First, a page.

Whether you’re still in training or you’ve been out of med school for a while, physician burnout may have hit you. When it does, you may not always relish being called a doctor. Has that happened to you yet?
Think back to the first time you called yourself a doctor.
Were you in med school, awkwardly introducing yourself to a patient?
Were you standing at the nurses’ station in the hospital looking for a chart and seeking a little help?
Or was it when you made reservations at a fancy restaurant, hoping you’d get a better table if you dropped the word “doctor”?
During my training, there was a big distinction between doctors in short, white lab coats and those who wore long, white lab coats. Doctors who wore the short, white coats were still in training. “Real doctors” however, had the honor of wearing knee-length white coats.
The full-length coats were like badges of honor.
I can remember driving to the hospital on my first day of my internship. I couldn’t help but note the different coat lengths among the walkers as I drove up and down the busy street in search of a parking spot. That day, I wore my long, white coat with great pride.
These days, however, I pay little attention to coat lengths. In fact, I don’t always want to be “outed” as a doctor, especially when I’m on vacation or getting my car repaired.
I just want to be known as Starla. I believe my profession should come second.
The big question I have for you is this:
Are you your profession?
Do you see yourself as your authentic self first, and as a doctor second?
You might not believe the distinction matters. I’m here to tell you, it matters. A lot.
It matters because in today’s world, being a doctor is not always held in high regard. People outside the medical profession are often quick to criticize “rich doctors out playing golf on Wednesday afternoons” without realizing that they are relying on outdated stereotypes. No wonder physician burnout is increasing.
It matters because when you know in your heart you’ve given your all to this profession, and that being a doctor is what you were born to do, it’s painful to see the media portray doctors as callous, greedy, or simply frivolous.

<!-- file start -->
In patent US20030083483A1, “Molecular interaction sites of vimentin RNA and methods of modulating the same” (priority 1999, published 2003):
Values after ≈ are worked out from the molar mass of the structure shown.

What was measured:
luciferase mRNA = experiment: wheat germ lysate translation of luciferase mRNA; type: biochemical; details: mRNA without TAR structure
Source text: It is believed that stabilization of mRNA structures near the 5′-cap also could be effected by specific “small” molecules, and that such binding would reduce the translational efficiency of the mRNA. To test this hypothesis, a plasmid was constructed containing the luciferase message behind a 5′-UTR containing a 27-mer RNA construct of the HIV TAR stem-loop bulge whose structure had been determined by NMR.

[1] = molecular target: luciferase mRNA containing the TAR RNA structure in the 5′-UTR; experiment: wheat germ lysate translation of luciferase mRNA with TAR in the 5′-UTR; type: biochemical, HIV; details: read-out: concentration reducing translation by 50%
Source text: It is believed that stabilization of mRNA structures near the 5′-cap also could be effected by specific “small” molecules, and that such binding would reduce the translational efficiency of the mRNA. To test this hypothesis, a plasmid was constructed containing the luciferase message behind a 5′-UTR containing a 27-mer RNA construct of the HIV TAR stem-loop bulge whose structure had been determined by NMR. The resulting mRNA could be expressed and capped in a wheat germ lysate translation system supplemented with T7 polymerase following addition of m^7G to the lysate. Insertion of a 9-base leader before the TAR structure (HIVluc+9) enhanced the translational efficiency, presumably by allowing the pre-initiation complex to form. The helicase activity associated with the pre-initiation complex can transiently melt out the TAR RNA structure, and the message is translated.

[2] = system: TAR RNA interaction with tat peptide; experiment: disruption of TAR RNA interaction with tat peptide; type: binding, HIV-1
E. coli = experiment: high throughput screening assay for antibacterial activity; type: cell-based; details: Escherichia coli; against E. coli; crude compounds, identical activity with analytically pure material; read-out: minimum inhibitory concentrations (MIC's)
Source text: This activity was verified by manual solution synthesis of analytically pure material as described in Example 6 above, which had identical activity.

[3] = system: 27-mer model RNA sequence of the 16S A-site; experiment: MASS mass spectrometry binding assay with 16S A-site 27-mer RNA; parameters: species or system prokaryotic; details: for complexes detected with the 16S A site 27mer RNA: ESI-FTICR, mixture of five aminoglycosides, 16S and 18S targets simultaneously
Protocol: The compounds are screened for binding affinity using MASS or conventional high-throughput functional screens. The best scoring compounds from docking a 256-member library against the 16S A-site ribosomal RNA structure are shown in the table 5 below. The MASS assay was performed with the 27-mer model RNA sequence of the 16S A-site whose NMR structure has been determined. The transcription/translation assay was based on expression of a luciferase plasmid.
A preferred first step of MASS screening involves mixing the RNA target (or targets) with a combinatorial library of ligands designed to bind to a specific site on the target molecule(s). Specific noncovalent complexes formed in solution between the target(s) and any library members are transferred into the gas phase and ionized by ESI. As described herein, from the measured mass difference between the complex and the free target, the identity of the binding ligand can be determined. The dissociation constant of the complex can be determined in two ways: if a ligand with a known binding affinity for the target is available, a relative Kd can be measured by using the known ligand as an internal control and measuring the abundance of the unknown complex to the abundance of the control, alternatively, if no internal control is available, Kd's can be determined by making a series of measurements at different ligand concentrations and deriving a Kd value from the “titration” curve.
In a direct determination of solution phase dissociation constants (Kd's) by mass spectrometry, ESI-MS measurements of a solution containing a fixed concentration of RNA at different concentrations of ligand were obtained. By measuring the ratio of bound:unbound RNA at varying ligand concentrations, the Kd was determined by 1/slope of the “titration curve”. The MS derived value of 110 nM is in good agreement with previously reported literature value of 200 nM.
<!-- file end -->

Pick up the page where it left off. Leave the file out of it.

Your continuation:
If being a doctor is not all that it’s cracked up to be, then what does that say about us? Does that mean that we are now “less than?”
If our core beliefs are shaken, can our cores still be solid?
We can’t let physician burnout burn us out. We need to remind ourselves how we truly feel in each of our patient interactions. How we marvel at the human body every day.
Author Joseph Campbell wrote: “The privilege of a lifetime is being who you are.”
I think what he meant was that being “what you are”is not the same as being “who you are”.
Who you are goes so much deeper than being a doctor. We have to remember that first and foremost, doctors are human.
It’s about embodying authenticity:
• It’s the way you feel when you first wake up, before your feet hit the ground.
• It’s your truest version of yourself, the one that often hides behind the roles you play.
• It’s who you are when you let out the dog, make coffee, and fetch the newspaper from the driveway.
• It’s who you are when you patiently listen as your mother recounts another story about Aunt Helen.
• It’s who you are in the kitchen, making pancakes for your 3-year-old, even though you don’t have time.
• It’s who you are when you let that car cut in front of you as it tries to merge onto the exit ramp.
At those times, it doesn’t matter if you’re a fireman, a teacher, a banker or a doctor. You are just another person making your way in the world.
That’s the version of you that needs to come through every day.
Authenticity is being a doctor and your truest self, simultaneously.
Because the moment you slip on your white lab coat, you transform in the eyes of the world. You become “a doctor”.
It’s your job to remember that the coat isn’t a magic cape. Underneath it, you are still just you.
The good news is, that’s where the magic lies: It lives inside you.
No lab coat required.